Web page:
Lastly, we pray for our government in the final Brexit negotiations, that a deal would be found that will be agreeable to both sides, and which will protect jobs, particularly the livelihoods of our farmers and fishermen.

Father, we ask all these prayers in the precious name of Jesus, our Lord and Saviour, and for His sake. Amen

Bible reading

John 1:6-9, 19-28

Narrative: Could he really be talking about the Messiah?

Could that man out in the desert really be talking about the Messiah?

Everybody’s talking about him.

At first, I was very sceptical. I thought he was just another deranged nut case talking a load of rubbish.  I thought, it’s been 400 years since the last prophet, so why would there be one now?

But then my friend went to see him and he was so excited when he got back.  He told me I really must go and hear him for myself.

So off I went, across the desert to Bethany.  And there he was, talking to a crowd of people.

I realised straight away that this man isn’t a fake.  He’s the genuine article alright.  He’s just like the prophets we read about in the Scriptures.  He reminded me of Elijah – has Elijah returned, I wondered?  But he says he’s not a prophet.

What he said made me feel uncomfortable.  Very uncomfortable indeed.  He made me realise how often I’d disobeyed God’s commandments.   He made me realise that I don’t live my life as I should.   He made me realise how much I needed God’s forgiveness.  So I went forward, repented and was baptised in the river to wash away my sin.

And then he started telling us about the man who was coming after him.  He said that this man would be much greater than him – which is really saying something!  What’s more, this man would baptise us with the Holy Spirit.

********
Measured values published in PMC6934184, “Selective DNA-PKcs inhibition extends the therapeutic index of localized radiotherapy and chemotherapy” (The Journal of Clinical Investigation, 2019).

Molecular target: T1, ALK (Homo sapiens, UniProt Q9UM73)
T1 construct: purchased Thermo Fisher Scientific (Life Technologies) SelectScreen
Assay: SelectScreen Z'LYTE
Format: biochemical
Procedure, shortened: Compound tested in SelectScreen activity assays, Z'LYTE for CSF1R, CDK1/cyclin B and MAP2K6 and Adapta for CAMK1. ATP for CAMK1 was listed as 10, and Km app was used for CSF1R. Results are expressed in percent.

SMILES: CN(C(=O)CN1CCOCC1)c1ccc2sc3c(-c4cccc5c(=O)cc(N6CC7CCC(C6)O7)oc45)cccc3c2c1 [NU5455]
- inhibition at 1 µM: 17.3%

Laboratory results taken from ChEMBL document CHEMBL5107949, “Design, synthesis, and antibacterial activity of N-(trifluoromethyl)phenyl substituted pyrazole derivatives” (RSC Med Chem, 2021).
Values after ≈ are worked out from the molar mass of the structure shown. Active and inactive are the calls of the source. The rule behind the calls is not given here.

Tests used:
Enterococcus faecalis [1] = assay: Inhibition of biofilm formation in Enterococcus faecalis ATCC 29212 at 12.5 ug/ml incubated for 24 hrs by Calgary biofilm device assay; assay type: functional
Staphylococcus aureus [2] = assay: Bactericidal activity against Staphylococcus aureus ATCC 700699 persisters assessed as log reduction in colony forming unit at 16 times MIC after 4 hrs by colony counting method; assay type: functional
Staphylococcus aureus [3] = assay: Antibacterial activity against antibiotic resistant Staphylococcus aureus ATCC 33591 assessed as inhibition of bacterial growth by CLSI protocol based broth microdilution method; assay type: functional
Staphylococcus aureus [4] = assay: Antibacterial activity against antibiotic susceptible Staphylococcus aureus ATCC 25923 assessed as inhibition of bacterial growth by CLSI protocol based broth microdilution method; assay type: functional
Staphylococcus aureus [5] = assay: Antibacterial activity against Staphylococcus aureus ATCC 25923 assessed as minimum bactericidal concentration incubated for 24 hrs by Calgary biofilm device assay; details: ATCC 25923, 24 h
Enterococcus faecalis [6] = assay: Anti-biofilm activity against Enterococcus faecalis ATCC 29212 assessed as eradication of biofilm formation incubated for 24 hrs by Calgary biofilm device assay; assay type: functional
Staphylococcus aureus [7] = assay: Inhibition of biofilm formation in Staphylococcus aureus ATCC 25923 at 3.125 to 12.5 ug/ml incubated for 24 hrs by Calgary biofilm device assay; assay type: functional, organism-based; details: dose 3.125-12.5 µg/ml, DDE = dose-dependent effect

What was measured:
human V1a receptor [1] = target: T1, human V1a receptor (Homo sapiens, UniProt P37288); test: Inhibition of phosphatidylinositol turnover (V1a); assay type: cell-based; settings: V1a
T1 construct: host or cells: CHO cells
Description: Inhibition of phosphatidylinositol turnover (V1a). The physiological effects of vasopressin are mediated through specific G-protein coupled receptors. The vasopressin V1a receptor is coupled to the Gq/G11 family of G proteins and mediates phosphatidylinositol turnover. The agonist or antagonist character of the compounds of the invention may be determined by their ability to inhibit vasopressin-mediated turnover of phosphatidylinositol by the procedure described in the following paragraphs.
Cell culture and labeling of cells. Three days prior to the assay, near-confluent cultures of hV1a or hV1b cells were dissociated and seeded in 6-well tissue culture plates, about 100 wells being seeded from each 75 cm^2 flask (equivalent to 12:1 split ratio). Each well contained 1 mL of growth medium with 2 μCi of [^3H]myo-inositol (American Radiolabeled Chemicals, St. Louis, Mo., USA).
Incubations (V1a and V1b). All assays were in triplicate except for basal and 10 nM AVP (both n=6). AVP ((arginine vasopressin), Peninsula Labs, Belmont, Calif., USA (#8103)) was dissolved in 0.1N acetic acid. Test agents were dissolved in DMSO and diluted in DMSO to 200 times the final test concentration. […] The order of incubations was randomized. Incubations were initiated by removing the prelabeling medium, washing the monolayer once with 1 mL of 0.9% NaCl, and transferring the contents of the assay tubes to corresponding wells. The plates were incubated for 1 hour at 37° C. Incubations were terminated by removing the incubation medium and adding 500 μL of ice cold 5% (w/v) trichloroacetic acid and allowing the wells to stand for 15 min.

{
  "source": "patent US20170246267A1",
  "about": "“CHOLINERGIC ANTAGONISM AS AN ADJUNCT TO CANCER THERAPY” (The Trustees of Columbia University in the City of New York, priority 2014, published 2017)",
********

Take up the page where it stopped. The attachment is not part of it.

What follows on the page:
There’s only one person that could be that great. There’s only one person that could baptise us with the Holy Spirit.  And that’s the person who the prophets told us would come.  The Messiah!

But can he really be talking about the Messiah?

Is the Messiah really coming?  Is he already here?!  He said he’s among us now but we don’t recognise him.

Can it really be possible that I’ll see the Messiah with my own eyes?

I feel that I should be doing something to get ready.  Is it enough just to have been baptised - or should I be doing more?

What should I be doing to prepare for the coming of the Messiah?

Watch: On Jordan's bank the Baptist's cry

Epistle reading and sermon

Watch: Epistle reading and sermon

Bible reading

1 Thessalonians 5:16-24


The first Bible reading we heard, from John’s gospel, tells us what John the Baptist did to prepare for when Jesus first came to this world. The second reading, from Paul’s letter to the Thessalonians, tells us what we should be doing to prepare for when Jesus returns. Together they tell us a great deal about what we should be doing to prepare to celebrate the birth of Jesus at Christmas; and what we should be doing to prepare for when he returns.

First, let’s look at that reading from John’s gospel. John the Baptist made a very big impression on the people at the time. It’s not surprising when we remember that more than 400 years had passed since Malachi, the last of the Old Testament prophets. God had seemed to be very quiet but then suddenly John appears: preaching and baptising and drawing huge crowds. His clothes made of camel hair would have reminded them of Elijah. This is significant because the Jews believed that Elijah hadn’t died and would return again to announce the end time.

Understandably, the religious leaders and teachers wanted to know who John was. So delegations of priests and Pharisees were sent to question him. Was he Elijah? Was he the next prophet? Was he the prophet that Moses foretold in Deuteronomy? Was he even the Messiah, they wondered? Or was he just a fake - who would cause confusion and trouble?

John replied with the words of Isaiah, which we heard last week: “I am ‘the voice of someone shouting in the desert: Make a straight path for the Lord to travel!” So in other words, John told them that his mission was to prepare the way for the coming of the Lord, the Messiah. He was a witness to the light that was coming into the world. He was preparing the way for Jesus!

So what does the Bible tell us about how John was preparing the way for Jesus? First, John was preaching to huge crowds and convincing them that they must repent their sins and seek God’s forgiveness and baptising them in the River Jordan to wash away their sins. And second, John was telling them that someone was coming very soon who was much greater than him, which, as we looked at last week, was certainly saying something.